George W. Bush has been spending much of his post-presidency working to end the problems of poverty and disease ... kidding! Actually, he's been working a lot on his painting. Which I guess is perfectly fine, since it isn't like there are major world crises that would go unsolved were it not for Dubya's intervention. But friend of the magazine Sarah Posner informs us that Bush is also doing some speaking, and in front of at least one audience a touch more controversial than your run-of-the-mill Processed Meat Product Association or whoever is usually able to pony up the six-figure fee a former president demands:
Next week, former President George W. Bush is scheduled to keynote a fundraiser in Irving, Texas, for the Messianic Jewish Bible Institute, a group that trains people in the United States, Israel, and around the world to convince Jews to accept Jesus as the Messiah. The organization's goal: to "restore" Israel and the Jews and bring about about the second coming of Christ.
Messianic Jews have long been controversial for Jews of all major denominations, who object to their proselytizing efforts and their message that salvation by Jesus is consistent with Jewish theology. Last year, Abraham Foxman, president of the Anti-Defamation League, told Politico that former Sen. Rick Santorum's appearance at an event hosted by another Messianic Jewish organization, the Messianic Jewish Alliance of America, was "insensitive and offensive." And Commentary magazine, which bills itself as a "conservative American journal of politics, Judaism, social and cultural issues," noted, "it must be understood that the visceral distaste that the overwhelming majority of Jews have for the Messianics is not to be taken lightly." Many Messianic Jews are Christians who have adopted aspects of Jewish ritual observance; others are Jews who share the Christian belief that Jesus is the Messiah.
"Visceral distaste" pretty much captures it. But the evangelical community's relationship to Jews can be a tricky one. On one hand, they love Jews. Just love 'em to pieces. On the other hand, this makes Jews very uncomfortable. First, there's a weird cultural appropriation that happens, with evangelicals dancing the hora and singing "Hatikvah," which is enough to creep any Jew out. And of course nobody is a bigger "supporter" of Israel than evangelicals (I put that in quotation marks because what they support is not so much the country but a particular political faction within the country, couched in terms of the country itself). Even though evangelical support for Israel is both religious and political, if feels like cultural appropriation, too. And second, there's the whole problem of Jews being cast into the lake of fire. Conservative Christians may value Jews right now, but it's a prelude to their eventual conversion or condemnation once Jesus returns. I always think of an old New Yorker cartoon that showed a cat pulling a cart with a mouse sitting comfortably in it. A second mouse pleads with the first: "Think! Why is he being so nice to you?"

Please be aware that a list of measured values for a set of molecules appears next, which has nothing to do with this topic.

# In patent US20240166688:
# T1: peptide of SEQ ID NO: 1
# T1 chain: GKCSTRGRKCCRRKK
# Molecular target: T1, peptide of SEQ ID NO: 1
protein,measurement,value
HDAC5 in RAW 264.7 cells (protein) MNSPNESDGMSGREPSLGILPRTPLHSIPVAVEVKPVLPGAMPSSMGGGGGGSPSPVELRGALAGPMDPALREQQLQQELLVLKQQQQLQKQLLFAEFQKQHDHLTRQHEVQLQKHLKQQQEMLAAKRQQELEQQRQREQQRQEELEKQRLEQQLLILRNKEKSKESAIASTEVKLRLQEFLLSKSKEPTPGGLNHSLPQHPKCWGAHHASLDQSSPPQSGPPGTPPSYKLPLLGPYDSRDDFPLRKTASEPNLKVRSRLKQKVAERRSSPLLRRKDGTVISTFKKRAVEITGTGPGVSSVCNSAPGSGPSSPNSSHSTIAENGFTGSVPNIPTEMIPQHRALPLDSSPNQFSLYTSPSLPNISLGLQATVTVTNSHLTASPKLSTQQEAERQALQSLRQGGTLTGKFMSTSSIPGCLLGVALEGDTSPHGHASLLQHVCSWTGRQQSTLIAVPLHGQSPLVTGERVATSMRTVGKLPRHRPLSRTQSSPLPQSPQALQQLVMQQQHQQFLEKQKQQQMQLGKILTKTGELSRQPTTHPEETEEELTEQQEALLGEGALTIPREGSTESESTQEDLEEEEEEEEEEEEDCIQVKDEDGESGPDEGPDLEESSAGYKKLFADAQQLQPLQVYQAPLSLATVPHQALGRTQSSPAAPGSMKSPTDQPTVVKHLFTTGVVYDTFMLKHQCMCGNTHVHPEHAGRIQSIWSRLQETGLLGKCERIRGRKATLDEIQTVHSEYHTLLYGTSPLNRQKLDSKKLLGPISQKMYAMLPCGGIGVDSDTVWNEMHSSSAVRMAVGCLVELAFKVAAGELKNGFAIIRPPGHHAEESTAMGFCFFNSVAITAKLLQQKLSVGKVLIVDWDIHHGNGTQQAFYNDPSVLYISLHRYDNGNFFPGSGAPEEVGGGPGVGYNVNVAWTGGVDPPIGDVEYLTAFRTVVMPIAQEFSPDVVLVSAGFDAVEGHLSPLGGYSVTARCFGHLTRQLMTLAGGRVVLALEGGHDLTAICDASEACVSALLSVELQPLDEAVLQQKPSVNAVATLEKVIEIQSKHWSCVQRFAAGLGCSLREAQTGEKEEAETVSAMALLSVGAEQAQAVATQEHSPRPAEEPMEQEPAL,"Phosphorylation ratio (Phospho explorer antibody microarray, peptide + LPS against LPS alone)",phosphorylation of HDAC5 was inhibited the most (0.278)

And visceral distaste doesn't even begin to describe how most Jews feel about messianic Jews, which back in the day we used to call Jews for Jesus. The basic sentiment is, if you want to convert to Christianity, go ahead, but don't try to tell me you're still Jewish. Maybe it's narrow-minded, but the lived experience of being Jewish in America is defined by not being Christian, just as the experience of any minority group is defined by being outside the majority. Messianic Jews are saying, "Yes, I'm wearing a Yankees cap and a Derek Jeter signature Jersey, and I want the Bronx Bombers to win the pennant, but I still consider myself a Red Sox fan." I'm sorry, but no.
Now when it comes to Bush, when he was president he was carefully ecumenical when he talked about religion. He had spent lots of time courting leaders of the religious right, and by the time he got elected they were convinced he was one of them. He may have said his favorite philosopher was Jesus when he was a candidate, but as president his tone changed. Whether because he genuinely thought it was the right thing to do or out of political prudence, he always made sure to give rhetorical shout-outs to people of many different faiths, and every once in a while he even nodded to those who don't believe in God. In the days after September 11 he repeatedly complimented Islam and said we weren't at war with the religion, even as some of his supporters were expressing the ugliest religious bigotry you could imagine. Whatever he was doing behind the scenes, in public Bush tried hard to present himself as a president for people of all faiths and no faith.
It isn't that I've gone soft on Bush with the passage of time; though I spent eight years criticizing him with all the vigor I could muster, this is something I complimented him for at the time. So it's somewhat surprising that he'd agree to speak to the messianic Jews. Maybe he just doesn't realize how his Jewish friends are going to take it.